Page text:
I read this quote in a Starbucks cafe two weeks before final exams. I was completely focused on the overwhelming cluster of due dates standing in between me and graduation. One of the deadlines that was rapidly approaching was my annotated bibliography for my Senior Seminar. I had chosen the Rwandan genocide, thinking I would have a large amount of information to create a decent paper. The genocide stemmed from Hutu extremists calling for the mass extermination of the Tutsi people after blaming the Rwandan Patriotic Front, a Tutsi rebel group, for the death of Rwandan President Juvenal Habyarimana. This ultimately led to the death of 800,000 Tutsis and moderate Hutus. I was indifferent to this issue as it was merely to be another ten page paper that I planned to procrastinate until the last minute. As I scoured the internet for a variety of sources regarding the mass genocide of nearly one million people, I came across a quote posted on the United to End Genocide website.
“Rwanda can be a paradise again, but it will take the love of the entire world…and that’s as it should be, for what happened in Rwanda happened to us all – humanity was wounded by the genocide.”
– Immaculée Ilibagiza, Rwandan author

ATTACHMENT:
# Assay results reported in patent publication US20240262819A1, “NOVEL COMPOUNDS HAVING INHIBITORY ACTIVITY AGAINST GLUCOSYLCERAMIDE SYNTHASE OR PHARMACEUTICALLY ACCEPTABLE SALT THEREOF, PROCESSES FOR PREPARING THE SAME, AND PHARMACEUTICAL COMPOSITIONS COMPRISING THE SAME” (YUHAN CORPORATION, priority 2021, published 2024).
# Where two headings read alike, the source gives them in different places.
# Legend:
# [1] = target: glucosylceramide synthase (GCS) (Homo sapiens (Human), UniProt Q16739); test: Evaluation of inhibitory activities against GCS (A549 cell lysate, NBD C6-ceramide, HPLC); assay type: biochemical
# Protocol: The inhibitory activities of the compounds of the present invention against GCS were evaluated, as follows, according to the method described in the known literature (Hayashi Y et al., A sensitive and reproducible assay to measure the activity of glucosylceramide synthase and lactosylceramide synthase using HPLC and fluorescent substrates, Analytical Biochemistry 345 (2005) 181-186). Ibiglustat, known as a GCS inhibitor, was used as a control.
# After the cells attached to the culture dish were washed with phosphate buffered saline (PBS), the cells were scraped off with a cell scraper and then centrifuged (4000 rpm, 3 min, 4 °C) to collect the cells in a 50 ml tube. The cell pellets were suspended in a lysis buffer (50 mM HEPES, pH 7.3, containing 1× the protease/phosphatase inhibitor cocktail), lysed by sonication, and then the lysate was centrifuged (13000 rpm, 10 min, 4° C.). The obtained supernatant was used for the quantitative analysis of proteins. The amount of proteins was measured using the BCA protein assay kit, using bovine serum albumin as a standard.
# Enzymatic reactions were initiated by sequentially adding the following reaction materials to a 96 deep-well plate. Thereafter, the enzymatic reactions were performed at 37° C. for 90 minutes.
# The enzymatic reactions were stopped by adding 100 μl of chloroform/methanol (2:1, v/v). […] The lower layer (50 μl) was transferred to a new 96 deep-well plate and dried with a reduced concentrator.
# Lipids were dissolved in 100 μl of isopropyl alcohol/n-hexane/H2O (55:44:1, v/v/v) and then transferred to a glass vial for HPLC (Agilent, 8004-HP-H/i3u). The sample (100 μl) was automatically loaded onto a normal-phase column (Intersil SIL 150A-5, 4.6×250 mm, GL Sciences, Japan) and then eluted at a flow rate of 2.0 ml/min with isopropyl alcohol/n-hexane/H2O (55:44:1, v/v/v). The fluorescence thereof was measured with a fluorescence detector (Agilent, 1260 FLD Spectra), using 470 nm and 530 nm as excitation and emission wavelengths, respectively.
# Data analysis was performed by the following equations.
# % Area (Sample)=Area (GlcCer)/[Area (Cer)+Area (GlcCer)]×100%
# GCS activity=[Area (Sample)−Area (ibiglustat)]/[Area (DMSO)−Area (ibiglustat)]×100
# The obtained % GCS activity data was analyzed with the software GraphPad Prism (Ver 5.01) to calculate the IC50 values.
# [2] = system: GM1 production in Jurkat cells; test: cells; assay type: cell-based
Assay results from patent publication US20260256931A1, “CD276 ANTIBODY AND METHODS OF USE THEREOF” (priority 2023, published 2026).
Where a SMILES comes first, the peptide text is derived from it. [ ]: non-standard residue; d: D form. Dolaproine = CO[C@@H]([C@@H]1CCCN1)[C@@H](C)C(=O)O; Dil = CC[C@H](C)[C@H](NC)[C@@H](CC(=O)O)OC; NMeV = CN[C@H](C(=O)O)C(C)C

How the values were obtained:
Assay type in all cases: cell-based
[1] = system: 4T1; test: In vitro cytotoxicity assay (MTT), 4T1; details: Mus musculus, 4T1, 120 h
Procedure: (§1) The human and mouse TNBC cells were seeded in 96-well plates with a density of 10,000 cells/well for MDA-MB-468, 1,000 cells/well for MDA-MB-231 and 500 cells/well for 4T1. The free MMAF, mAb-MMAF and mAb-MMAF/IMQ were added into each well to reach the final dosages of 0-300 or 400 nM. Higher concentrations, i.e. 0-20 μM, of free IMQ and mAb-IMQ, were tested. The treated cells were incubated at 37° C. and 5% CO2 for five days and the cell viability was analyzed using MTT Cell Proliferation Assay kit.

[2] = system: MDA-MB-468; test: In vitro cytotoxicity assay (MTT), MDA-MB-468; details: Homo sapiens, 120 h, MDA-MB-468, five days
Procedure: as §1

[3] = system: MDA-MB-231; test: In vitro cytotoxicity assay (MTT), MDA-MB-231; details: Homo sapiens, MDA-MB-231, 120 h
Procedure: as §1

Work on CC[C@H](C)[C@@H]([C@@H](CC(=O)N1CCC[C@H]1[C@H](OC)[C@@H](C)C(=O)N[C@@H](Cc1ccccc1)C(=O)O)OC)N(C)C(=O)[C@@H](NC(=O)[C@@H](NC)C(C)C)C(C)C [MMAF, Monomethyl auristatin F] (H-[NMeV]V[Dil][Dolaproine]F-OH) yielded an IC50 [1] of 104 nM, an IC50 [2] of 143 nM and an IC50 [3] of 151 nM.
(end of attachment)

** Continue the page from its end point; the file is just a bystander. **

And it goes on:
Rwanda. A country that experienced a mass tragedy in the short span of 100 days was forgotten about. Kurt Cobain had just been found dead in his apartment and the FIFA World Cup were capturing the attention of the United States. America had turned it’s head to mass killing of almost a million people. This quote by Immaculée Ilibagiza shows me that we let down humanity on April 6th, 1994. We turned away from a problem that was “too big for us to face”. But in the face of injustice that this quote address, I was able to find hope. For this isn’t the end. Rwanda CAN become a paradise. But we must nurture it with empathetic arms. We must see the victims as our community rather than a series of statistics. We wounded humanity by our silence, but it is not too late to turn this mindset around. The first step at a better tomorrow rests in being aware. Our ignorance hurt Rwanda. We must make ourselves aware of these dilemmas in an effort to prevent them from happening again. By making ourselves aware we are able to place ourselves in the victims shoes. Like the quote says, “what happened in Rwanda happened to all of us. Humanity was wounded by genocide”. Humanity can also stop genocide through making ourselves aware. My humanitarian moment was in a Starbucks cafe where I discovered that the same wound that humanity received from genocide is the same wound that can be healed through love.